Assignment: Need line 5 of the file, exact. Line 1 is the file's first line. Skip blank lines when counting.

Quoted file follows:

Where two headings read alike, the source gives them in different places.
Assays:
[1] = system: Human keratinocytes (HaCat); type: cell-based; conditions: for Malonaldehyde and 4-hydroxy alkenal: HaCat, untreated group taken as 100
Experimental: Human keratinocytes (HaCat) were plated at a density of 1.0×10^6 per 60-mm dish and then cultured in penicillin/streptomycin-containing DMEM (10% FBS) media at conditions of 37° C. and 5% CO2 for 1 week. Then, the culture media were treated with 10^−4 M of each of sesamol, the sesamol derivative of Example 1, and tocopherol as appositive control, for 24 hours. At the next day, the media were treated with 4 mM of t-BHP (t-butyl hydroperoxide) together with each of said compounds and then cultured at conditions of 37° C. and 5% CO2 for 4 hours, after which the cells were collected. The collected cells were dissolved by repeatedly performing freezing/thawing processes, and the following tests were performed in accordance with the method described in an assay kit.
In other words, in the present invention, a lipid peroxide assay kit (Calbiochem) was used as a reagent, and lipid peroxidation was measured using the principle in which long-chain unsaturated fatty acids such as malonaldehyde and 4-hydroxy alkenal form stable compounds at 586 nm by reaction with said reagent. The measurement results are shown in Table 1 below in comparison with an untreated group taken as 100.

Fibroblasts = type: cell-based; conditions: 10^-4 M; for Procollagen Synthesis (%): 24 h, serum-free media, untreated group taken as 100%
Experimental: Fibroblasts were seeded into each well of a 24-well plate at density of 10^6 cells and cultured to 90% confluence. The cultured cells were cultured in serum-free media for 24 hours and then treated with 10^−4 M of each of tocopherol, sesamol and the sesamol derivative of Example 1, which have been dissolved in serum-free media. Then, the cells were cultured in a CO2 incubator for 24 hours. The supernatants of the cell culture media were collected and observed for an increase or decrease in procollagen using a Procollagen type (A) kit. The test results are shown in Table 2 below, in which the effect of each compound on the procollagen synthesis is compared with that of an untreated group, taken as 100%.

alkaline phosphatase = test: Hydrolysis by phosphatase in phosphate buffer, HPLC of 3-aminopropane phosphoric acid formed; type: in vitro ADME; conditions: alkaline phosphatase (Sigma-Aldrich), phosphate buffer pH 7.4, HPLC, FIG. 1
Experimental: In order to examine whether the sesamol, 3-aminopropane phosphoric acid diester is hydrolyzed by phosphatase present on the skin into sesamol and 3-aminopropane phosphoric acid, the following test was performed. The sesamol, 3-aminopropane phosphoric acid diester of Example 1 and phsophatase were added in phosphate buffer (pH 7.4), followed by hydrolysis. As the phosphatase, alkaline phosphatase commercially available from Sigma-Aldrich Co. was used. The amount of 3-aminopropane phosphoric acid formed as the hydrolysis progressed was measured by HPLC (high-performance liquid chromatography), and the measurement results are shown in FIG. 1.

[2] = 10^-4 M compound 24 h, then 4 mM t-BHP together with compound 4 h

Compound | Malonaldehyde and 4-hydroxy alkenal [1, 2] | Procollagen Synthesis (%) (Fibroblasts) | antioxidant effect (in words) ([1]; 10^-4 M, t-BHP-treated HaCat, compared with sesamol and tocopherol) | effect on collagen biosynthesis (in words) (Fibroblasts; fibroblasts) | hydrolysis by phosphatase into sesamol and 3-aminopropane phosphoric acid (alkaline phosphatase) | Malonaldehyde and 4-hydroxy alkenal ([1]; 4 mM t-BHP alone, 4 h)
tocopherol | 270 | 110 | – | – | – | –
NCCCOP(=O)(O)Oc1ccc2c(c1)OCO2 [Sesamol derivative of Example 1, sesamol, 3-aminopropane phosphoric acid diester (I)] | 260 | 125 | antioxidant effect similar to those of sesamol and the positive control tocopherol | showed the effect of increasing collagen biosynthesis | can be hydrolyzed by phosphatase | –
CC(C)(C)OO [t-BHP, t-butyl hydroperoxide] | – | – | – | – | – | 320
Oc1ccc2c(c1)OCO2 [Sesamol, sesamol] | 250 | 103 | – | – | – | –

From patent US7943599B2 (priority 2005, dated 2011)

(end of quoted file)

In other words, in the present invention, a lipid peroxide assay kit (Calbiochem) was used as a reagent, and lipid peroxidation was measured using the principle in which long-chain unsaturated fatty acids such as malonaldehyde and 4-hydroxy alkenal form stable compounds at 586 nm by reaction with said reagent. The measurement results are shown in Table 1 below in comparison with an untreated group taken as 100.